My response to the TGA consultation draft document, “Evidence required to support indications for Listed medicines” is available for download here.
The summary says:
“I commend the TGA for preparing this draft document which builds on a previous draft report and consultation on Listed weight loss products. The new draft is much more comprehensive and provides greater clarity for industry and other stakeholders about relevant regulatory requirements. In addition, the difficulty that industry apparently has in interpreting regulatory guidelines should be minimised by the new requirement that a suitably qualified ‘expert’ must ‘sign off’ on a report detailing the evidence supporting the indications and claims made at the time of Listing. I wholeheartedly support the adoption of the document subject to some additional considerations being taken on-board. The latter are detailed in the body of my response”.
The deadline for response to the TGA consultation document is close of business Friday 25 May 2012.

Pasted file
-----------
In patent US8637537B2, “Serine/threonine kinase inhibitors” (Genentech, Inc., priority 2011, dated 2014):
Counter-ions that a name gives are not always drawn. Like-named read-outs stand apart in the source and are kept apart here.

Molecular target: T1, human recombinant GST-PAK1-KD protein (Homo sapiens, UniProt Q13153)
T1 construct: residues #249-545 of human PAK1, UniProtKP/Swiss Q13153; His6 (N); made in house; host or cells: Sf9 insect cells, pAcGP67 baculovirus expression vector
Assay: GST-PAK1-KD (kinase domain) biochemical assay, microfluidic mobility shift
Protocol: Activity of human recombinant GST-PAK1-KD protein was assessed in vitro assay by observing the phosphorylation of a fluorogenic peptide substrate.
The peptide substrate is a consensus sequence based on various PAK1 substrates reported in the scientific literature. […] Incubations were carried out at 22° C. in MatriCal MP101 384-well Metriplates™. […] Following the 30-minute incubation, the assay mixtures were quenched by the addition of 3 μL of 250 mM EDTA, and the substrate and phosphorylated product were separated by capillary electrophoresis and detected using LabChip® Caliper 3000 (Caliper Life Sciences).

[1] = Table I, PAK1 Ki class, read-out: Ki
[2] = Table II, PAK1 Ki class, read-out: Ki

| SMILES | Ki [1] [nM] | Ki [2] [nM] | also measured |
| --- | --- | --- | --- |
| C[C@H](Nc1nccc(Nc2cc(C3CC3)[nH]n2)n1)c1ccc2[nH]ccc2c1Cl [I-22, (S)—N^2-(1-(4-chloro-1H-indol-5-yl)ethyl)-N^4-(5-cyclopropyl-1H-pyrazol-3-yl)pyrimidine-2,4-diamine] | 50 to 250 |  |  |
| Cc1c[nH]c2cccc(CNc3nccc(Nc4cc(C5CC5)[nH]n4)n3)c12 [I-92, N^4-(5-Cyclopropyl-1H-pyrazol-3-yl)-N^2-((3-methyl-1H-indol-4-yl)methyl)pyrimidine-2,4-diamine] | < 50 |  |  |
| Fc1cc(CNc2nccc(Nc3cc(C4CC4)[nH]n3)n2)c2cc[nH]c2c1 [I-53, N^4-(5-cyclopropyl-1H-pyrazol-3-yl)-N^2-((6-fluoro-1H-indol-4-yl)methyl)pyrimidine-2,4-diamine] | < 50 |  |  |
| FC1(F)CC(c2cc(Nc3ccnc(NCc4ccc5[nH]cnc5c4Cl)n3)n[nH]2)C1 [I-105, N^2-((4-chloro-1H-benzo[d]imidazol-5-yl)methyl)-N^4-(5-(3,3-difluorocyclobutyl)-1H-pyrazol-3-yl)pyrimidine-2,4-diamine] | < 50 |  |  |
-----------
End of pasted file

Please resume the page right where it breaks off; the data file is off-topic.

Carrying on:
To-date, industry response has been mixed:
Wendy Morrow of the Complementary Healthcare Council said the group had called an “emergency meeting” in response to the proposal, and would strongly oppose it.
“The expert requirements are something industry can’t possibly comply with,” she told Australian Doctor.
“It would be very difficult to find experts. And once you do find them it would be impossible for most companies to be able to afford them — particularly small companies, but also large companies with hundreds of products on the register. It’s going to be hugely expensive for industry.”
However, the Executive Director of ASMI, Dr Deon Schoombie, said, “The release of the draft paper should set the tone for a thorough examination of the way that complementary medicines are positioned in the Australian market.”
“If consumers are to have faith in the rapidly growing complementary medicines industry, there needs to be a high level of confidence, rigour and transparency around the way that complementary medicines are marketed, including the health claims that are made about individual products.”
“ASMI has long argued for appropriate regulation of the sector, with more accurate and timely advice to the public that helps to protect the credibility of those products that are proven and evidence-based.”